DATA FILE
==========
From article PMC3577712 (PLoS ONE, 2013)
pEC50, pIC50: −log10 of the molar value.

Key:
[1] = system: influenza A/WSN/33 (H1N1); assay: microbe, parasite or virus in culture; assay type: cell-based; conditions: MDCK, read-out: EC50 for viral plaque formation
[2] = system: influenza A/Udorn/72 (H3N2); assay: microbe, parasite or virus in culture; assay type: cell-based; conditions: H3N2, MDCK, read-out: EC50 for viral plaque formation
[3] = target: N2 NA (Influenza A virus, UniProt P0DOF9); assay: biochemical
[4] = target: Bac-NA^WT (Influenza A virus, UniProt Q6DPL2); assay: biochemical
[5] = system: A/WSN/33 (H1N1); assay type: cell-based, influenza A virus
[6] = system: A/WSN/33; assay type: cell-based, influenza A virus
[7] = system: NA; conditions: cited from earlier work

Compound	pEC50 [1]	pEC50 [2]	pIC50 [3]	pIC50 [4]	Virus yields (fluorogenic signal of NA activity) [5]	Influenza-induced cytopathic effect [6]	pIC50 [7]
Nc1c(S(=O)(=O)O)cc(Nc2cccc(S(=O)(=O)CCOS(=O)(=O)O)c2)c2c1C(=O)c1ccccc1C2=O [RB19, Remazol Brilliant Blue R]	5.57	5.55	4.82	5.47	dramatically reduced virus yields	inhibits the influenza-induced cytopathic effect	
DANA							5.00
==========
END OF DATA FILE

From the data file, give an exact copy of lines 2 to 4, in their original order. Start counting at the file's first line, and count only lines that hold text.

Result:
pEC50, pIC50: −log10 of the molar value.

Key:
[1] = system: influenza A/WSN/33 (H1N1); assay: microbe, parasite or virus in culture; assay type: cell-based; conditions: MDCK, read-out: EC50 for viral plaque formation